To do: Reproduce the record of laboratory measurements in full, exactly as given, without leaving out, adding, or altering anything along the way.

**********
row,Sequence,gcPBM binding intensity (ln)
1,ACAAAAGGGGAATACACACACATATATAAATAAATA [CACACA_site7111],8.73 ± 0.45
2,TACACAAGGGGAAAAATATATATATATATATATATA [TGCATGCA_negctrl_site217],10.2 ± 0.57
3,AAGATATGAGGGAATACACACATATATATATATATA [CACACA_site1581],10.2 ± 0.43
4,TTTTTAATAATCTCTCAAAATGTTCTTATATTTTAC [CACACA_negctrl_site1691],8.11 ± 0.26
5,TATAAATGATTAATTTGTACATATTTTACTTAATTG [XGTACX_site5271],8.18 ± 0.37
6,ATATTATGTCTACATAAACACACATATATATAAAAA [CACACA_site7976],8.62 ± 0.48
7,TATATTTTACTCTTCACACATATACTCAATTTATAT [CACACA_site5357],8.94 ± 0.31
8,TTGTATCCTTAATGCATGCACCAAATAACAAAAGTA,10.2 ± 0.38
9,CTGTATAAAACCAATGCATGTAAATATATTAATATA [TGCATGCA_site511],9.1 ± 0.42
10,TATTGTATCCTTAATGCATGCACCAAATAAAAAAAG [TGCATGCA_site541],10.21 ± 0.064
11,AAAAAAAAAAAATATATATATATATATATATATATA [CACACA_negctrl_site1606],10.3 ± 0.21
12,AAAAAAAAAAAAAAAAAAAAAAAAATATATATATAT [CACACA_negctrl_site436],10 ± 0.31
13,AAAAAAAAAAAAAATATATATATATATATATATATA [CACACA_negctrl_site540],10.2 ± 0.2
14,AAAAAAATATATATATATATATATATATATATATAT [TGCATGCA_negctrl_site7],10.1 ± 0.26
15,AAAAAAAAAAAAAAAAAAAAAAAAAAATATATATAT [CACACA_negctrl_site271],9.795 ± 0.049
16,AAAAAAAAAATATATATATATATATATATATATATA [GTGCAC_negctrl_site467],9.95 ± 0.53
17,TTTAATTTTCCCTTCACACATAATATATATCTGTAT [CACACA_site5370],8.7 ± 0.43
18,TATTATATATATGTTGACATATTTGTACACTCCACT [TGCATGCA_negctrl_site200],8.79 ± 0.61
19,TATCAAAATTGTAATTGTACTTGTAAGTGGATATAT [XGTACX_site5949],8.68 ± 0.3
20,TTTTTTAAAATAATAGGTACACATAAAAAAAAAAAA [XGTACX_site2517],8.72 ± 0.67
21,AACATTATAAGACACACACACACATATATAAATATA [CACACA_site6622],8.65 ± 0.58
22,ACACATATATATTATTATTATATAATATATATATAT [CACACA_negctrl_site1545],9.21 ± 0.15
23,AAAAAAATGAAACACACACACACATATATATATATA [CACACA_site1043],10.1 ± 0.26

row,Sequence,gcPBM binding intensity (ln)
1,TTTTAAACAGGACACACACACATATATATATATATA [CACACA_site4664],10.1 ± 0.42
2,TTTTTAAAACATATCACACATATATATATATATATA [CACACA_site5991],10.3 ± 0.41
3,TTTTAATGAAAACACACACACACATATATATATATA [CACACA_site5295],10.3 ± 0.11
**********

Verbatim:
row,Sequence,gcPBM binding intensity (ln)
1,ACAAAAGGGGAATACACACACATATATAAATAAATA [CACACA_site7111],8.73 ± 0.45
2,TACACAAGGGGAAAAATATATATATATATATATATA [TGCATGCA_negctrl_site217],10.2 ± 0.57
3,AAGATATGAGGGAATACACACATATATATATATATA [CACACA_site1581],10.2 ± 0.43
4,TTTTTAATAATCTCTCAAAATGTTCTTATATTTTAC [CACACA_negctrl_site1691],8.11 ± 0.26
5,TATAAATGATTAATTTGTACATATTTTACTTAATTG [XGTACX_site5271],8.18 ± 0.37
6,ATATTATGTCTACATAAACACACATATATATAAAAA [CACACA_site7976],8.62 ± 0.48
7,TATATTTTACTCTTCACACATATACTCAATTTATAT [CACACA_site5357],8.94 ± 0.31
8,TTGTATCCTTAATGCATGCACCAAATAACAAAAGTA,10.2 ± 0.38
9,CTGTATAAAACCAATGCATGTAAATATATTAATATA [TGCATGCA_site511],9.1 ± 0.42
10,TATTGTATCCTTAATGCATGCACCAAATAAAAAAAG [TGCATGCA_site541],10.21 ± 0.064
11,AAAAAAAAAAAATATATATATATATATATATATATA [CACACA_negctrl_site1606],10.3 ± 0.21
12,AAAAAAAAAAAAAAAAAAAAAAAAATATATATATAT [CACACA_negctrl_site436],10 ± 0.31
13,AAAAAAAAAAAAAATATATATATATATATATATATA [CACACA_negctrl_site540],10.2 ± 0.2
14,AAAAAAATATATATATATATATATATATATATATAT [TGCATGCA_negctrl_site7],10.1 ± 0.26
15,AAAAAAAAAAAAAAAAAAAAAAAAAAATATATATAT [CACACA_negctrl_site271],9.795 ± 0.049
16,AAAAAAAAAATATATATATATATATATATATATATA [GTGCAC_negctrl_site467],9.95 ± 0.53
17,TTTAATTTTCCCTTCACACATAATATATATCTGTAT [CACACA_site5370],8.7 ± 0.43
18,TATTATATATATGTTGACATATTTGTACACTCCACT [TGCATGCA_negctrl_site200],8.79 ± 0.61
19,TATCAAAATTGTAATTGTACTTGTAAGTGGATATAT [XGTACX_site5949],8.68 ± 0.3
20,TTTTTTAAAATAATAGGTACACATAAAAAAAAAAAA [XGTACX_site2517],8.72 ± 0.67
21,AACATTATAAGACACACACACACATATATAAATATA [CACACA_site6622],8.65 ± 0.58
22,ACACATATATATTATTATTATATAATATATATATAT [CACACA_negctrl_site1545],9.21 ± 0.15
23,AAAAAAATGAAACACACACACACATATATATATATA [CACACA_site1043],10.1 ± 0.26

row,Sequence,gcPBM binding intensity (ln)
1,TTTTAAACAGGACACACACACATATATATATATATA [CACACA_site4664],10.1 ± 0.42
2,TTTTTAAAACATATCACACATATATATATATATATA [CACACA_site5991],10.3 ± 0.41
3,TTTTAATGAAAACACACACACACATATATATATATA [CACACA_site5295],10.3 ± 0.11